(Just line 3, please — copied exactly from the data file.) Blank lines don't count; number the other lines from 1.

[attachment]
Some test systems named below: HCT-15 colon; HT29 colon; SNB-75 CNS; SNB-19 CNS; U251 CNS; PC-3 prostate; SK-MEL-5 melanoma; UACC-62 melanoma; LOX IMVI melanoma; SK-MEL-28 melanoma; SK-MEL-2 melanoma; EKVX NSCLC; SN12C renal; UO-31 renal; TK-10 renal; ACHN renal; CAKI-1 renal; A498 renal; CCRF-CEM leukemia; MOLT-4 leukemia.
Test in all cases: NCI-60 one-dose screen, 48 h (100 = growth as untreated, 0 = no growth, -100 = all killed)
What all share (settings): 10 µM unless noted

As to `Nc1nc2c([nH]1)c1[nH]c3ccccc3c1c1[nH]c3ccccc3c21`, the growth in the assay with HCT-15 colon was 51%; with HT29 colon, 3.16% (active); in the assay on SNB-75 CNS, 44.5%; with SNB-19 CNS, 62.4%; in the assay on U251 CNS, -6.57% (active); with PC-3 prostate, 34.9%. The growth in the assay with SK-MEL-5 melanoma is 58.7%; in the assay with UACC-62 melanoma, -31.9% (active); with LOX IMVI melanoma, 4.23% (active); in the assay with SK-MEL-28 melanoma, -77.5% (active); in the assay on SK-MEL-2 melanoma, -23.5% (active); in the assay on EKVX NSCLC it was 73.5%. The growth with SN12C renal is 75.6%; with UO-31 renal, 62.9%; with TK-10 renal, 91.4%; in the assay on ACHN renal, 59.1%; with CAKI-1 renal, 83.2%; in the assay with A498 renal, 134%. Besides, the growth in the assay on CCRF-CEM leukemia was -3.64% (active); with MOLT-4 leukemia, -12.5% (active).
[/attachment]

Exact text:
What all share (settings): 10 µM unless noted